The DM method is a widely used and versatile method for testing in vitro drug release of particulate formulations including microspheres [42], nanoparticles [43], and liposomes [44,45]. This method utilizes an appropriate dialysis membrane with a specific molecular-weight cut-off (MWCO) to physically separate the released drug molecules from microparticles by allowing the drug to pass easily through the membrane into the release medium. Drug release is usually assessed with samples taken from the external solution outside the dialysis membrane over time. Compared to the SS method, this method eliminates the need to separate the released compounds from microparticles, making sampling relatively easy and eliminating unwanted microparticle loss during sample preparation and handling [17]. However, slow equilibration with the outer medium limits an accurate measurement of initial drug levels [46]. In addition, the disadvantages of the DM method include the difficulty of achieving adequate agitation to prevent microparticle aggregation within the dialysis bag, the inability to use the drugs that bind to the polymer or the dialysis membrane, and the violation of sink conditions within the dialysis bag [15,16,17].
The DM method has been performed in a clipped bag of the dialysis tubing or in various types of dialyzers [42,47]. Dialysis tubing is an economical tool that is clear, flexible and durable, but this tubing has concerns about handling, closing and sample recovery [16]. Dialyzers are designed for a specific sample volume and are convenient and easy to use [48]. The most common used dialyzers are Float-A-Lyzer (Spectrum Laboratories, Rancho Dominquez, CA, USA), Slide-A-Lyzer (Thermo Scientific, Rockford, IL, USA), Pur-A-lyzer (Sigma-Aldrich, St. Louis, USA), D-Tube (Merck-Millipore, Billerica, MA, USA), and GeBA-flex dialysis tube (Gene Bio-Application Ltd., Kfar Hanagide, Israel).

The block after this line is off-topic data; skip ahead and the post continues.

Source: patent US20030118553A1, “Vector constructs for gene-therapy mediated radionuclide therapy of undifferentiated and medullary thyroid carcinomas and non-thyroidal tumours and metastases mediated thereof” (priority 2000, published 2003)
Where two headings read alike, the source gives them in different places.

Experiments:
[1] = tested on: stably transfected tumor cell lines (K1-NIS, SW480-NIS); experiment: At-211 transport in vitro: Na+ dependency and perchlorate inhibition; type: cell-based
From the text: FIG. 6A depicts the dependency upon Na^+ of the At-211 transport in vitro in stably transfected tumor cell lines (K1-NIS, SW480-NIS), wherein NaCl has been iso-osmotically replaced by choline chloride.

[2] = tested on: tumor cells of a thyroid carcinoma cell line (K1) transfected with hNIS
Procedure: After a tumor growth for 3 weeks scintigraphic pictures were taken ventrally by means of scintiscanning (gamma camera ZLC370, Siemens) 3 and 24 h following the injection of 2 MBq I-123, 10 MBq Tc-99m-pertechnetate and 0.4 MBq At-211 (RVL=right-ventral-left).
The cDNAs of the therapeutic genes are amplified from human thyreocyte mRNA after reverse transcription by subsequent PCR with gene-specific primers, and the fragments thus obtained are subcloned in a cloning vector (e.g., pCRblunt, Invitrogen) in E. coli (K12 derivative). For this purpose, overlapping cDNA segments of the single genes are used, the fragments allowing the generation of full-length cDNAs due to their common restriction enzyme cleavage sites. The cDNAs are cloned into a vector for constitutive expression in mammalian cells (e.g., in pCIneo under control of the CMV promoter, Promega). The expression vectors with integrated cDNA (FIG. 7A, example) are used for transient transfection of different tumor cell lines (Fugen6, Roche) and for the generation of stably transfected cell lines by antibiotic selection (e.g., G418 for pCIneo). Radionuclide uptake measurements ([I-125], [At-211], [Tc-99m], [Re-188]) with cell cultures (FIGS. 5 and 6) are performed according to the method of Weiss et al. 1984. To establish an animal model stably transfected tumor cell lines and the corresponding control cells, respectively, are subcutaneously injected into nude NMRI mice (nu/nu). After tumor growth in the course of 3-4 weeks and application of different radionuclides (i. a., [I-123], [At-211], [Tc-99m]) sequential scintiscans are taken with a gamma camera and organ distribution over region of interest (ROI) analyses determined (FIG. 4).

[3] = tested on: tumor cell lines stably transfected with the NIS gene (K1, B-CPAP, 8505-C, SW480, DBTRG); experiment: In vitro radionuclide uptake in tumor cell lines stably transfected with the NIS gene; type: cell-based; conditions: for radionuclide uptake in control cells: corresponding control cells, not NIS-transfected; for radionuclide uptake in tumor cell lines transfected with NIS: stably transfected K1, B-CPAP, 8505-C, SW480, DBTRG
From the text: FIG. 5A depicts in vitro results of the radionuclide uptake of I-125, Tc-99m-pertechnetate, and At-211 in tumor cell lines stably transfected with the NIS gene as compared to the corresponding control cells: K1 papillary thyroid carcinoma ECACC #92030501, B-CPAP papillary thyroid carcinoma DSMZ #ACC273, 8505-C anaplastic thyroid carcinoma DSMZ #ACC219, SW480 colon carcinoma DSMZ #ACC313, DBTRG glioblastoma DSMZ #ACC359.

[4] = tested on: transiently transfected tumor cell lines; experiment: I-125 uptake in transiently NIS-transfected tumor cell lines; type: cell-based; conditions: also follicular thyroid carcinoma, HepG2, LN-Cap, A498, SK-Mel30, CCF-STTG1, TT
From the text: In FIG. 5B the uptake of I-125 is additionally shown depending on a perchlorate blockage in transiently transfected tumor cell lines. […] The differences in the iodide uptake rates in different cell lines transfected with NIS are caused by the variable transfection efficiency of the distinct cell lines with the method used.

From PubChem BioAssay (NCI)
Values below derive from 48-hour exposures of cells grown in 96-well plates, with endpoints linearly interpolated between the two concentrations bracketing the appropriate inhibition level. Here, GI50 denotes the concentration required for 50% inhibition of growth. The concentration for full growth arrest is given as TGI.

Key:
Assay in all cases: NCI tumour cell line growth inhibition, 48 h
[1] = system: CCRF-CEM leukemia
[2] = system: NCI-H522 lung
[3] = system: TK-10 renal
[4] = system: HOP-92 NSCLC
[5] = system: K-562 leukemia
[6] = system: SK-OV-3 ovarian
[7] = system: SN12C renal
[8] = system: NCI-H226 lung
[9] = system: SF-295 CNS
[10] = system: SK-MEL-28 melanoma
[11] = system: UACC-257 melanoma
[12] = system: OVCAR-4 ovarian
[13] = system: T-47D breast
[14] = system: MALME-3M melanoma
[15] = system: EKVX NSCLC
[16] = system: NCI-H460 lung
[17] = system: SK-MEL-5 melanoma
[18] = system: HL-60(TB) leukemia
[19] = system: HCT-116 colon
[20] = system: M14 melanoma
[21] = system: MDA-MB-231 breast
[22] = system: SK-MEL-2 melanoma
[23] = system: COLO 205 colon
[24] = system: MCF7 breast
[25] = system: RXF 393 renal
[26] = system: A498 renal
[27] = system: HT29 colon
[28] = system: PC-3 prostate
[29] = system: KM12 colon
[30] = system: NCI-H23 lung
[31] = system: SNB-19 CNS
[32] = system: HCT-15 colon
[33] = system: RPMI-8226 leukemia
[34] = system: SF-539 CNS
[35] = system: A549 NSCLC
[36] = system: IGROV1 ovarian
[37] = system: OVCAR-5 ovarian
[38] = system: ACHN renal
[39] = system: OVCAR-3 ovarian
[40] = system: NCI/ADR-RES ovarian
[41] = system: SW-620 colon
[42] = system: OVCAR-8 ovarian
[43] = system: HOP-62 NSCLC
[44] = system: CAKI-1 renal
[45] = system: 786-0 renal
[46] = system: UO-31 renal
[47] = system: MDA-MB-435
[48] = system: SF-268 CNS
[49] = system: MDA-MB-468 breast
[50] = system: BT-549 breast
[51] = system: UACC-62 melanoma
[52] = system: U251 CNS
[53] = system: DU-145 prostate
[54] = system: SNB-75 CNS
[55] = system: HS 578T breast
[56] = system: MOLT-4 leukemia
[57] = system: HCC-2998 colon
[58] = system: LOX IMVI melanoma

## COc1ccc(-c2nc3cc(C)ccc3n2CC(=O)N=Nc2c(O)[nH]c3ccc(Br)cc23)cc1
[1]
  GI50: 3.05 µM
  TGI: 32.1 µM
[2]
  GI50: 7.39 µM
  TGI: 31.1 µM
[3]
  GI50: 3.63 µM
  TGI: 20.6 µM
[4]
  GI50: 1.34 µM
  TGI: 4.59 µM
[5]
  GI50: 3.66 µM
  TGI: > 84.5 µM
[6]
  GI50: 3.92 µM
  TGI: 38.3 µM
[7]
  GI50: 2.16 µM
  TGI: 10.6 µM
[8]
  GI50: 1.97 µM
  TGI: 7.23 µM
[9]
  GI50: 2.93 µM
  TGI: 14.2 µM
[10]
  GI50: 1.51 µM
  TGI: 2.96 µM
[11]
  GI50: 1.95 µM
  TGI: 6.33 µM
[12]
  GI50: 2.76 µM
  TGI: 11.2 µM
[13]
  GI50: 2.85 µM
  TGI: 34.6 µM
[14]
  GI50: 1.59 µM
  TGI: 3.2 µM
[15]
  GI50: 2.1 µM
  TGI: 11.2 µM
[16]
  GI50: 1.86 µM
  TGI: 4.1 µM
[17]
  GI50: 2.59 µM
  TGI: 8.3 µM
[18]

Based on experimental setting, the DM method is classified into regular dialysis, reverse dialysis, and side-by-side dialysis method (Figure 2). In the regular dialysis, the microparticles enter the inside of a sealed dialysis tubing, and drugs released from the microparticles diffuse from the inner medium to the to the outer medium through the dialysis membrane. The diffusion of the drug through the dialysis membrane into the outer medium can be affected by stirring the contents of the container, thus minimizing the effect of the unagitated water layer [16]. Commonly used modes of agitation include a shaker [49,50], magnetic stirrer [51,52], and the United States Pharmacopeia (USP) paddle apparatus under agitation [53]. Unlike regular dialysis, reverse dialysis is a method where the microparticles are placed outside the dialysis tubing and sampling is performed inside the dialysis tubing containing only the medium [54,55]. Sampling is performed by opening the dialysis tubing and removing a certain amount of medium, or by removing the entire dialysis tubing and replacing it with a new one. The main advantage of the reverse dialysis method is that it can avoid the violation of sink condition that occurs in regular dialysis method. In regular dialysis, when the volume inside the dialysis tubing is low and the membrane surface area is small, the rapid drug diffusion of the drug into the bulk release medium of the outside container is not sufficient, resulting in a sink condition violation [15]. In the reverse dialysis method, the drug released from microparticles placed in the external release medium can easily diffuse into the dialysis tubing [56]. The third method is side-by-side dialysis, in which the donor and acceptor cells have the same volume capacity and are separated by a dialysis membrane. The drug released from the microparticles is evaluated by placing the microparticles on the donor cells and performing sampling on the receptor cells [54].